Hobbies that seem inconsequential to you may indicate a much-needed skill set to a potential employer. You never know, so don’t assume.

You’d be stunned to know what it never occurs to folks to ask during interviews, especially technical ones. Remember that your interviewer is just another person too - there will be things that don’t occur to them, questions they forget to ask, and topics they wouldn’t have guessed would be helpful to bring up. You can help them out by bringing up areas in which you’re knowledgeable.

Don’t be afraid to steer the conversation into familiar territory - especially if that territory is relevant to the industry, company, or the folks you might work with! Maybe you’re applying for a developer position for a travel app - if you’ve travelled, tell your story! How did you arrange the trip? What services did you use? What did you learn from the experience that might be useful information for building a travel app? Show you’re both familiar with the topic, and that you’ve given it some thought. As much as you can, relate your personal experiences to the possible goals that the company might have.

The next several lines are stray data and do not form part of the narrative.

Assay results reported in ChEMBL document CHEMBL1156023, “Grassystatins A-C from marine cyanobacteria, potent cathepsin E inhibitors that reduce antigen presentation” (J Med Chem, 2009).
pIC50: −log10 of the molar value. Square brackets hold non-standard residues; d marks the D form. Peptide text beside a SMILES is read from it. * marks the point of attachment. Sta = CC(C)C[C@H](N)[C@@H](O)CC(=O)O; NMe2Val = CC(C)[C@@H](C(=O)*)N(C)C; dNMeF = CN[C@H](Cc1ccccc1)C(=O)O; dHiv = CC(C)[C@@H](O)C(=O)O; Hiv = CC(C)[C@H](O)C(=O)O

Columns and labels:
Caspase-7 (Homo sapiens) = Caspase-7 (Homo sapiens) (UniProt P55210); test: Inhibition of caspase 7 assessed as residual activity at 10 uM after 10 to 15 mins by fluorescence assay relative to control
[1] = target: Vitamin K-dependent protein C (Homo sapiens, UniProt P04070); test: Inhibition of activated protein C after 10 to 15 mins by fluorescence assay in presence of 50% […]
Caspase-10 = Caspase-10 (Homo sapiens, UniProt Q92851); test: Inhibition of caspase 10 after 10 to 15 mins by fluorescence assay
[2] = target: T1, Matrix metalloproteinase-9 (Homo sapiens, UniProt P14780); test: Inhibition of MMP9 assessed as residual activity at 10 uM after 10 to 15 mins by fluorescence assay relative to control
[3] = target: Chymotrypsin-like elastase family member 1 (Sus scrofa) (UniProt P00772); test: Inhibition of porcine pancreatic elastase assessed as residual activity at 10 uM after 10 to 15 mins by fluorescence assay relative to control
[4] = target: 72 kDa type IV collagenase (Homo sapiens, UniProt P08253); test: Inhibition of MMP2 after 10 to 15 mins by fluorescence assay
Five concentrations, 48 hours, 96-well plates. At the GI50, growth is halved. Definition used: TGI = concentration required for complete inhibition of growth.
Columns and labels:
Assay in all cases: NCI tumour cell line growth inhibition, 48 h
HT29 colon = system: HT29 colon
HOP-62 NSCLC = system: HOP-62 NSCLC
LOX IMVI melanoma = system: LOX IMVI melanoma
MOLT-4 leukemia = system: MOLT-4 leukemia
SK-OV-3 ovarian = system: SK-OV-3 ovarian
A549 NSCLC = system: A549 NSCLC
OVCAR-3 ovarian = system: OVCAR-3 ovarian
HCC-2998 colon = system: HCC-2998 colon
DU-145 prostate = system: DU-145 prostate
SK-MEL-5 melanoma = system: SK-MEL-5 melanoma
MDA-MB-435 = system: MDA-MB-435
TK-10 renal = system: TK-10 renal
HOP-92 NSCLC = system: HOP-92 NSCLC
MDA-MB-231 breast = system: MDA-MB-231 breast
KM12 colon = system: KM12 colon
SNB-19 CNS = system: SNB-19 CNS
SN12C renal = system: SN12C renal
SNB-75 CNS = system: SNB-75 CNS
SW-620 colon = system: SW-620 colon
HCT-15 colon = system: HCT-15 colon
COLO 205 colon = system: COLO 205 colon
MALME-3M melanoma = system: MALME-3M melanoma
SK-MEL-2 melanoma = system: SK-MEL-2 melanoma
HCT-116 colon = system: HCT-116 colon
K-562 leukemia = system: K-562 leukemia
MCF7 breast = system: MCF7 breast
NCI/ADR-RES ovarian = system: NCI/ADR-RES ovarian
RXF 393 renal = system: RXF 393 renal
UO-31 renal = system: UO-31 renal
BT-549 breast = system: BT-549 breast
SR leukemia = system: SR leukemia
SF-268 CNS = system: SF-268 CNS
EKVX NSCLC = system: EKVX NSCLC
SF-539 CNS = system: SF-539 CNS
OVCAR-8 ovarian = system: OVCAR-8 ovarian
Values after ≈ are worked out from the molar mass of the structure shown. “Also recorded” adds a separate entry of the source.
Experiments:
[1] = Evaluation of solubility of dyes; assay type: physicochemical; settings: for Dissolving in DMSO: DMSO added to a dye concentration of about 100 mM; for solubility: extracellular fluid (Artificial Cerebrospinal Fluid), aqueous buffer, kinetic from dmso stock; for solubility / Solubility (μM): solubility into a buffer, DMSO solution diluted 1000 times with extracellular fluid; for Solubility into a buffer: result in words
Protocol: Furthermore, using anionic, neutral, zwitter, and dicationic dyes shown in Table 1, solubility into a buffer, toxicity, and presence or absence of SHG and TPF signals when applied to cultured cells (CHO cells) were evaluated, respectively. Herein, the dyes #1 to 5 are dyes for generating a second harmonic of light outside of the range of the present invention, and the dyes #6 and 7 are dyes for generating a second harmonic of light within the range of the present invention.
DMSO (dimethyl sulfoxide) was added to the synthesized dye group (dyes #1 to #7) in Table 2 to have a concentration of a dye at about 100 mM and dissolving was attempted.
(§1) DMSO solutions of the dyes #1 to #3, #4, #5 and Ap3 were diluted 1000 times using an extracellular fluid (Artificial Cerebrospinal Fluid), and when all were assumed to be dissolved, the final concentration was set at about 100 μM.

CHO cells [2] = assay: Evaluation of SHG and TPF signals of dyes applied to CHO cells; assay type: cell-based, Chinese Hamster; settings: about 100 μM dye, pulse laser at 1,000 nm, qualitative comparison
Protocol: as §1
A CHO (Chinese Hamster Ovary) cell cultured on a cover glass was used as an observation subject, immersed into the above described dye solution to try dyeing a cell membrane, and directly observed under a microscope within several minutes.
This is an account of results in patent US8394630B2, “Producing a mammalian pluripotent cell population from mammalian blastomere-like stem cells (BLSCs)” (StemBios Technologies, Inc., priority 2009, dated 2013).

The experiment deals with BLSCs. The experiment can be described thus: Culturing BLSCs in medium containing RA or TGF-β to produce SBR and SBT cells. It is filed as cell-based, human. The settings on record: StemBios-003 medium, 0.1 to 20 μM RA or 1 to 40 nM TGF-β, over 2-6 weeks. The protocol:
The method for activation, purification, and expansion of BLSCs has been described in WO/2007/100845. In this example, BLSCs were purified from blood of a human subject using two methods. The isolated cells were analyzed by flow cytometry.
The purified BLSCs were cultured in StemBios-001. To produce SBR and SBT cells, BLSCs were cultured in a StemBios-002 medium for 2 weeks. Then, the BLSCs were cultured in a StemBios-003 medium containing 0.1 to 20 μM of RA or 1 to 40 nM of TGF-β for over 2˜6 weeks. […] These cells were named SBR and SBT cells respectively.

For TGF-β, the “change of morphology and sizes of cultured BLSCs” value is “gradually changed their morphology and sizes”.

Well ahead of being asked to make a presentation to some folks from the team, have one ready. If a presentation is part of the interview process, most companies will ask you to demonstrate knowledge on a topic of your choice. No need to wait until the last minute - you have every opportunity to ensure that you’re well prepared.

Consider creating a presentation on a project you’ve previously completed and are familiar with. Questions will typically be asked after you present, so ensure that you’ll be able to answer them confidently. Have some visuals prepared that you can screen-share, and don’t forget to include links to your work or portfolio site. Practice your talk - out loud, either to another person or to yourself on video - at least three times over three days before the day of your presentation. It’s important to space out your practice sessions over a few sleeps. Sleep helps the brain learn and consolidate information, and this will make a world of difference to your confidence levels when it’s showtime. Practicing once a day, over three days, is infinitely more effective than practicing three times on the day before, so don’t wait!

Invest in your next position, both figuratively and literally. I hope the tips above inspire you to prepare well and ace your next remote work interview process. As for literal investment, get a good pair of headphones and decent microphone. For two birds with one stone, here’s what I use. Trust me, you’ll be putting them to use pretty soon!